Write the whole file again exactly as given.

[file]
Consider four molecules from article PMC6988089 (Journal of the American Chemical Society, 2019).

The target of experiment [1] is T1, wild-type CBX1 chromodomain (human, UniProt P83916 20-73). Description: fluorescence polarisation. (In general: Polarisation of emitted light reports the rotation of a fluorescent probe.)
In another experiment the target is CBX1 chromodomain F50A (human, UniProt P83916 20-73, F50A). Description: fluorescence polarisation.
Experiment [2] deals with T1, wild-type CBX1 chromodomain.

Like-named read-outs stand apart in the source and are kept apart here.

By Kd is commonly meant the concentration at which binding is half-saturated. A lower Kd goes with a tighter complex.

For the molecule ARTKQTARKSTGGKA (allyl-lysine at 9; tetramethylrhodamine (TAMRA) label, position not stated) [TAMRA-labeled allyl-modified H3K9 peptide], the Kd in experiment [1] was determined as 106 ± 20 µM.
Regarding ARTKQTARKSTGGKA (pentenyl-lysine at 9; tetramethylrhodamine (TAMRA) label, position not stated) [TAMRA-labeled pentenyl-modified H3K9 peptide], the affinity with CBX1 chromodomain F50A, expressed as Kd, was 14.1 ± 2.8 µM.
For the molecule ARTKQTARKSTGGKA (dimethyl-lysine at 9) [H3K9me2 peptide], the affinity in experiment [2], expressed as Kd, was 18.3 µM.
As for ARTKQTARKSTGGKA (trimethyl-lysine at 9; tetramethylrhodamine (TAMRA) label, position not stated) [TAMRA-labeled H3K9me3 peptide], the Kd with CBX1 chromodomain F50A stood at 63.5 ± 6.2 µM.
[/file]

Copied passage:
Consider four molecules from article PMC6988089 (Journal of the American Chemical Society, 2019).

The target of experiment [1] is T1, wild-type CBX1 chromodomain (human, UniProt P83916 20-73). Description: fluorescence polarisation. (In general: Polarisation of emitted light reports the rotation of a fluorescent probe.)
In another experiment the target is CBX1 chromodomain F50A (human, UniProt P83916 20-73, F50A). Description: fluorescence polarisation.
Experiment [2] deals with T1, wild-type CBX1 chromodomain.

Like-named read-outs stand apart in the source and are kept apart here.

By Kd is commonly meant the concentration at which binding is half-saturated. A lower Kd goes with a tighter complex.

For the molecule ARTKQTARKSTGGKA (allyl-lysine at 9; tetramethylrhodamine (TAMRA) label, position not stated) [TAMRA-labeled allyl-modified H3K9 peptide], the Kd in experiment [1] was determined as 106 ± 20 µM.
Regarding ARTKQTARKSTGGKA (pentenyl-lysine at 9; tetramethylrhodamine (TAMRA) label, position not stated) [TAMRA-labeled pentenyl-modified H3K9 peptide], the affinity with CBX1 chromodomain F50A, expressed as Kd, was 14.1 ± 2.8 µM.
For the molecule ARTKQTARKSTGGKA (dimethyl-lysine at 9) [H3K9me2 peptide], the affinity in experiment [2], expressed as Kd, was 18.3 µM.
As for ARTKQTARKSTGGKA (trimethyl-lysine at 9; tetramethylrhodamine (TAMRA) label, position not stated) [TAMRA-labeled H3K9me3 peptide], the Kd with CBX1 chromodomain F50A stood at 63.5 ± 6.2 µM.